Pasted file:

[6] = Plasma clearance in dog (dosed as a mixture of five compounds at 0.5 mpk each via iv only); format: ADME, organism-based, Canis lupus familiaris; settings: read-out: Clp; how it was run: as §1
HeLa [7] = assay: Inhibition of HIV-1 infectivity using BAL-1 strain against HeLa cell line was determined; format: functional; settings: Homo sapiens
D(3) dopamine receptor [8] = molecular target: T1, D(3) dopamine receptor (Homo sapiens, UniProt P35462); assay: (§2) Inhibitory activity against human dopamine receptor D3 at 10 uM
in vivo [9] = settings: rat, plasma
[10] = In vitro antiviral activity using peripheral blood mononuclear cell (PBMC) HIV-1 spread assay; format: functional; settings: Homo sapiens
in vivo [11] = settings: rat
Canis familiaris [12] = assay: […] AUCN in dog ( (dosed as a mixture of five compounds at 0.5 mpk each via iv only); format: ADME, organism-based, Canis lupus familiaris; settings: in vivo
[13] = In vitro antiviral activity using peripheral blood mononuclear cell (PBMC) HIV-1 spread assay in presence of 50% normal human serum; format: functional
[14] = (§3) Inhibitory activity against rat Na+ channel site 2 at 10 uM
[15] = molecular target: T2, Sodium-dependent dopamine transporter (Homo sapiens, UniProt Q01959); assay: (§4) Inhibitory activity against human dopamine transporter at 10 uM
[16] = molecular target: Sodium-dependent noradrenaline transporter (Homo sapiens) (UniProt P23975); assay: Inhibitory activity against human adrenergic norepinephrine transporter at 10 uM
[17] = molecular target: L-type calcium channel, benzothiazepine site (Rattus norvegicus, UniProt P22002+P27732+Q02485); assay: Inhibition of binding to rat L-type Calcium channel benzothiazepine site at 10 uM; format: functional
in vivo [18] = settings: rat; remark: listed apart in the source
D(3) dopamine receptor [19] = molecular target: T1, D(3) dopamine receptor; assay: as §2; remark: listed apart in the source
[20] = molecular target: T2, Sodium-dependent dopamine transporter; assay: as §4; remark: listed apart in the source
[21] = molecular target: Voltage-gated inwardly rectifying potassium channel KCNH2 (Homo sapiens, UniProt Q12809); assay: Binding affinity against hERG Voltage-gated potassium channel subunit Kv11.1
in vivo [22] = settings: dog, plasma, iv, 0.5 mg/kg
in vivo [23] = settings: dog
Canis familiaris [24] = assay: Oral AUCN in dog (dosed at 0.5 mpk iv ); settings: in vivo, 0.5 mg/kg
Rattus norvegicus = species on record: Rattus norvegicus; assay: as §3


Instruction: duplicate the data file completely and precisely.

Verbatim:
[6] = Plasma clearance in dog (dosed as a mixture of five compounds at 0.5 mpk each via iv only); format: ADME, organism-based, Canis lupus familiaris; settings: read-out: Clp; how it was run: as §1
HeLa [7] = assay: Inhibition of HIV-1 infectivity using BAL-1 strain against HeLa cell line was determined; format: functional; settings: Homo sapiens
D(3) dopamine receptor [8] = molecular target: T1, D(3) dopamine receptor (Homo sapiens, UniProt P35462); assay: (§2) Inhibitory activity against human dopamine receptor D3 at 10 uM
in vivo [9] = settings: rat, plasma
[10] = In vitro antiviral activity using peripheral blood mononuclear cell (PBMC) HIV-1 spread assay; format: functional; settings: Homo sapiens
in vivo [11] = settings: rat
Canis familiaris [12] = assay: […] AUCN in dog ( (dosed as a mixture of five compounds at 0.5 mpk each via iv only); format: ADME, organism-based, Canis lupus familiaris; settings: in vivo
[13] = In vitro antiviral activity using peripheral blood mononuclear cell (PBMC) HIV-1 spread assay in presence of 50% normal human serum; format: functional
[14] = (§3) Inhibitory activity against rat Na+ channel site 2 at 10 uM
[15] = molecular target: T2, Sodium-dependent dopamine transporter (Homo sapiens, UniProt Q01959); assay: (§4) Inhibitory activity against human dopamine transporter at 10 uM
[16] = molecular target: Sodium-dependent noradrenaline transporter (Homo sapiens) (UniProt P23975); assay: Inhibitory activity against human adrenergic norepinephrine transporter at 10 uM
[17] = molecular target: L-type calcium channel, benzothiazepine site (Rattus norvegicus, UniProt P22002+P27732+Q02485); assay: Inhibition of binding to rat L-type Calcium channel benzothiazepine site at 10 uM; format: functional
in vivo [18] = settings: rat; remark: listed apart in the source
D(3) dopamine receptor [19] = molecular target: T1, D(3) dopamine receptor; assay: as §2; remark: listed apart in the source
[20] = molecular target: T2, Sodium-dependent dopamine transporter; assay: as §4; remark: listed apart in the source
[21] = molecular target: Voltage-gated inwardly rectifying potassium channel KCNH2 (Homo sapiens, UniProt Q12809); assay: Binding affinity against hERG Voltage-gated potassium channel subunit Kv11.1
in vivo [22] = settings: dog, plasma, iv, 0.5 mg/kg
in vivo [23] = settings: dog
Canis familiaris [24] = assay: Oral AUCN in dog (dosed at 0.5 mpk iv ); settings: in vivo, 0.5 mg/kg
Rattus norvegicus = species on record: Rattus norvegicus; assay: as §3